Every Monday, I spotlight a random episode of M*A*S*H, providing a brief review and asking readers to offer their thoughts.
A few words about Spotlight, a new weekly blog feature I’m introducing for 2013. I’ve long considering reviewing every episode of M*A*S*H and even seriously thought about trying to review one episode every weekday (leaving the weekends free to catch up on viewings). But I just don’t have the time for that. I do feel fairly confident I will be able to write one of these spotlights once a week (at this rate, it’ll only take about five years). I’ve already finished three so I’m a little bit ahead. I decided to use a random number generator to pick the episodes rather than start at the beginning. We’ll see how that works.
“Major Ego” (#152, 07×08)
Originally Broadcast: Monday, November 6th, 1978
Written By: Larry Balmagia
Directed By: Alan Alda
Capsule Summary: After he revives a patient with heart massage, Charles’s ego gets a large boost, and things just get worse when a writer for the Stars & Stripes magazine comes to write an article about his skills.
I very happy to report that the random number generator chose an episode I really enjoyed to kick of Spotlight even if I did have issues with the B story involving Margaret and Captain Greenleigh. The best part of the episode was without a doubt the C story in which Klinger dressed up as Scarlett O’Hara from Gone with the Wind, Dorothy from The Wizard of Oz and Rosa Moline (played by Bette Davis) from Beyond the Forest. One has to wonder where he gets these outfits, particularly the hair for his Dorothy getup (not to mention the basket and the little dog, too). Perhaps the most amusing moment came when Potter tried, and failed, to get out of his office before Margaret could storm in.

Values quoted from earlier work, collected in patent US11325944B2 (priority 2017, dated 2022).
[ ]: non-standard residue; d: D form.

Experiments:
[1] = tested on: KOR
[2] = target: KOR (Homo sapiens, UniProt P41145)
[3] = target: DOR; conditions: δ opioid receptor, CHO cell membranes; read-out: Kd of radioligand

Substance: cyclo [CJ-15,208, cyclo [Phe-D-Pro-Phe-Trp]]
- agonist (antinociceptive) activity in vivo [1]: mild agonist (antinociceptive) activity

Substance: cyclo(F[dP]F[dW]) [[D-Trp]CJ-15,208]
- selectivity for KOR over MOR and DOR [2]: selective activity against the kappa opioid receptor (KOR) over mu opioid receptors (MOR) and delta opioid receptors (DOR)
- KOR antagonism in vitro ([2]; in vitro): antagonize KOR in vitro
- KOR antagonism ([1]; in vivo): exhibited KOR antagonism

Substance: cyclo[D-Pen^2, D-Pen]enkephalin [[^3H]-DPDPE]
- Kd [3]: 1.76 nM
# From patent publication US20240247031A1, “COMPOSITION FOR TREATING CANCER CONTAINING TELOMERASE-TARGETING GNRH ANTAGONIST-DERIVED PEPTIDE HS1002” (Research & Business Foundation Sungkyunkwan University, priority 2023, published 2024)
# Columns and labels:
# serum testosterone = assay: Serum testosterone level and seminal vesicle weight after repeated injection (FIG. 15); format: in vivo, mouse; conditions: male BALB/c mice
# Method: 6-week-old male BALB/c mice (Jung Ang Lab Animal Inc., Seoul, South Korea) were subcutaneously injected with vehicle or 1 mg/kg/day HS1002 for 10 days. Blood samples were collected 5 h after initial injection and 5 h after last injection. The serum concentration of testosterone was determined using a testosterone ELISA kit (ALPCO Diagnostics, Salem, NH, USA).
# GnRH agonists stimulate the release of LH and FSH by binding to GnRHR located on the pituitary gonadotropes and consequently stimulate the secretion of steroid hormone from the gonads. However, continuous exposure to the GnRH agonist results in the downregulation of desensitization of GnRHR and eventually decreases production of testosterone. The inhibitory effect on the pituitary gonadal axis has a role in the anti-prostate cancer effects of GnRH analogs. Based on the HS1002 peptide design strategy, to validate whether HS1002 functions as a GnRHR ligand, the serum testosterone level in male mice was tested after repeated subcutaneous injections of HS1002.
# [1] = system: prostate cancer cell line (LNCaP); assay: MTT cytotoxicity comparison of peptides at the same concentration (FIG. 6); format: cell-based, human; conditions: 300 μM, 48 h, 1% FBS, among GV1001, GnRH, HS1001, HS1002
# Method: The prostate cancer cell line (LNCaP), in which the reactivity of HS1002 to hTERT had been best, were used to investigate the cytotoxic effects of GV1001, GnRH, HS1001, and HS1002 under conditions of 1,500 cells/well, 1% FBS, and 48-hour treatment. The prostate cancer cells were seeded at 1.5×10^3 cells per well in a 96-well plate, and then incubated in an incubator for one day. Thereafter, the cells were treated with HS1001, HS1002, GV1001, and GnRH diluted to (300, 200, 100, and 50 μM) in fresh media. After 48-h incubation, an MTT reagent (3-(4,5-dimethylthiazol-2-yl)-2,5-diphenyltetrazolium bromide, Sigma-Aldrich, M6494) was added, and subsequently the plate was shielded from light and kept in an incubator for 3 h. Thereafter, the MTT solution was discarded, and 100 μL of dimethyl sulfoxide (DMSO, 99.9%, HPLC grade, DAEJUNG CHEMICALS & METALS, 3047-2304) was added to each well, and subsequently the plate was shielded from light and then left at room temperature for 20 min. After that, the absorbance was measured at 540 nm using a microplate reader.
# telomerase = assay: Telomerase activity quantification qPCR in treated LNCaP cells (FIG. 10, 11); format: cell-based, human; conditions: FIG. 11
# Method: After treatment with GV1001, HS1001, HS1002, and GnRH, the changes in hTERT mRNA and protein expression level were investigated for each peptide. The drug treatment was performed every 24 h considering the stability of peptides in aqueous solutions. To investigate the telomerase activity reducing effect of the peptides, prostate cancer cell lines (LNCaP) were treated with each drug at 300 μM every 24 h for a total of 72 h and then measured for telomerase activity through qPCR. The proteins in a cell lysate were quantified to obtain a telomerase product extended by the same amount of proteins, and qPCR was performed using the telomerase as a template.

The main plot involving Charles and his incredible expanding ego worked well. It fit his personality completely to act and react the way he did to hesitating and nearly losing a patient. Lesser doctors would probably use it as a teachable moment. But not Charles. No, Charles ignored the hesitation and focused solely on the resuscitation. His obvious concern over sharing the spotlight when the Captain Greenleigh was interviewing the patient was classic Charles. So, too, was his change of heart after making a mistake with another patient and refusing to allow the article to be published.
I really didn’t like the B story that saw Margaret pursued by Captain Greenleigh only to turn the tables and pursue him. For some reason, and I don’t know if this is some sort of double standard on my part, something about Margaret’s aggressive sexuality in this episode felt wrong. The reason I don’t think it’s a double standard is because her and Frank’s “aggressive” relationship never bothered me nor did the episodes featuring Scully. I think it was just something about this particular episode and this particular relationship.